April 20, 2009

Sneak Peek: 2009 Superannual Cover Art

Still a work-in-progress, but this here's the long and the short of it.

17 comments:

Keith Uhlich said...

Good god, that's brilliant.

Norm Wilner said...

How did you make the little Paul Dano fellow look so sad?

Bill C said...

@Keith: Wowzers! Delighted you think so. Can't imagine a much better reaction than that.

@Norm: I turned down his application for a Chinese baby.

Anonymous said...

Agree with Keith - amazing cover! Can't wait for this.

Erin said...

Very cool, can't wait to read it!

Stephen Reese said...

HAHA, this is fantastic! Nice work!

Anonymous said...

Best cover yet.

Jefferson said...

Ha! It merges everything that was important to me at age 12 with everything that's important to me now.

Patrick said...

...I don't get it. I mean, I think the cover is fine, and obviously I get the Donkey Kong reference, but not any deeper meaning beyond "Donkey Kong with bowling pins".

Anonymous said...

Let me draw your ATTENTION to the MILKSHAKE.

PERHAPS the character at the top who is either DRINKING or SOON TO BE DRINKING the MILKSHAKE is not the OWNER of SAID MILKSHAKE.

Patrick said...

ohh... fuck!

That cover is made of awesome. I need to buy the book for the cover alone!

Thanks for giving me a ("subtle") hint. Why did I not see?

Anonymous said...

Hey Alex, your recent Best of 2008 is a great read, just a quick question - why Expelled over Religulous?

Alex Jackson said...

Ha!

Got in this discussion over on my message board. In case you are not a member I'll copy-paste my answer here.

I recently read Timothy Keller's The Reason for God and I found it surprisingly persuasive. The book got me to re-examine theological arguments that I previously dismissed, most significantly the connection between morality and religion. As in can one be an atheist and still be a moral person? It isn't necessarily that all atheists are immoral, it's that without God morality does not have any definitive meaning.

Keller says that really all sin stems from the same sin: narcissism and the belief that you are your own God. I think he's right. I think there is no greater evil than narcissism. And I think we innately understand this. The response my wife and sister had to the Comedian in Watchmen (they found him to be by far the most unlikable character) seems to support this position. I feel that I can support this conclusion while maintaining my own beliefs by reflecting that atheism, a true belief that human existence is a very lucky cosmic accident and there is nothing after death (and so nothing after your death really MATTERS), is by nature very humbling. Once you understand that immortality is impossible you won't attempt to become Godlike.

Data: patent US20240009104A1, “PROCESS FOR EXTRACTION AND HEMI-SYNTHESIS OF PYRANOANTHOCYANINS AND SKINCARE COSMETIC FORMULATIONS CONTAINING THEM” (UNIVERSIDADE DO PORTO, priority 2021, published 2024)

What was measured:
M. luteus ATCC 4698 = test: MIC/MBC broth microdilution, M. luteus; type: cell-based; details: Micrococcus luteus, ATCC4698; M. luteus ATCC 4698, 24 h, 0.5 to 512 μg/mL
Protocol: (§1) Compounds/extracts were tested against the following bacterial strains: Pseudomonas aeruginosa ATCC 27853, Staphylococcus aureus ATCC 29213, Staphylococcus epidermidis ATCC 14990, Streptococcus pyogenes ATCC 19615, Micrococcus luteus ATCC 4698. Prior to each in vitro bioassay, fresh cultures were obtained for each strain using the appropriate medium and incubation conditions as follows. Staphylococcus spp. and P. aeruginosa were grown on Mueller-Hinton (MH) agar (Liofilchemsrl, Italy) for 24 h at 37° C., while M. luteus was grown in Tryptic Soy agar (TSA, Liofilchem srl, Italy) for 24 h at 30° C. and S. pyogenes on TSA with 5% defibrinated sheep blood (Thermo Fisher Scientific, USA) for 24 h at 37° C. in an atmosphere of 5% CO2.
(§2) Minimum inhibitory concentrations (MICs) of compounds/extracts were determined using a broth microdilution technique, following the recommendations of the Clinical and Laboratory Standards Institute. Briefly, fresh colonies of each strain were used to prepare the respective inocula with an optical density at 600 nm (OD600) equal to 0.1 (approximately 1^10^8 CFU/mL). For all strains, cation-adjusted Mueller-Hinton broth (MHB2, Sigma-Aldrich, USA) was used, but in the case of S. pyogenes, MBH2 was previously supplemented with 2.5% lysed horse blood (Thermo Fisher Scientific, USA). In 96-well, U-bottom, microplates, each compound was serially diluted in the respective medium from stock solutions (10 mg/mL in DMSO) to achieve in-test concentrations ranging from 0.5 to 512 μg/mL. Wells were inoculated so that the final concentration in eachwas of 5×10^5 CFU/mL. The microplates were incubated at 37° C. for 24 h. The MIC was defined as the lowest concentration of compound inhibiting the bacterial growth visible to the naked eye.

But anyway, I have to say that I found Expelled to be much more provocative than Religulous. Religulous had absolutely nothing to offer me and after Keller I frankly find the idea that religion is "evil" to be pretty stupid in that I don't know how they establish what they mean by "evil" outside of a religious context.

With Expelled, well it's kind of like that Onion article about Jesse Helms and Dadaists declaring war on art. Stein comes to the same conclusions as the intellectuals he interviews, but I think that their reasoning is more sophisticated. He interviews a physicist who says that evolution doesn't hold up as a theory and I mean of course it doesn't if you hold it up to the standards theories of physics are held to. And in rejecting evolution he isn't necessarily supporting creationism.

But I think that eugenics is a viable ethical philosophy that stems organically from a belief in evolutionary theory. Darwin didn't endorse it, as Stein misleadingly suggests, but he did at least allow that his theories could reasonably lead to developing it. If you allow that evolution is true and there is no God, I think you have a difficult time arguing against it.

And the film does rather inadvertedly make a case against creationism in that Stein argues that human compassion does not come from within but comes from carefully reviewing (and accepting) his scientific, intellectual argument for the existence of God. Stein repeats the same mistake of evolutionary scientists looking for the altruism gene. Theology and especially ethics should ultimately be in the realm of the humanities and not the sciences.

Anonymous said...

Well, shit. The ending to BSG was made specifically for you.

Jefferson said...

I just read W.C.'s Soloist review and it contains the best fecal reference I've ever read in a film critique.

DaveA said...

BTW, any chance of a review of Zizek's "Pervert's guide to cinema", be it on the mothersite or in the book?

Kurt Halfyard said...

Cover -> Genius. Well done sirs.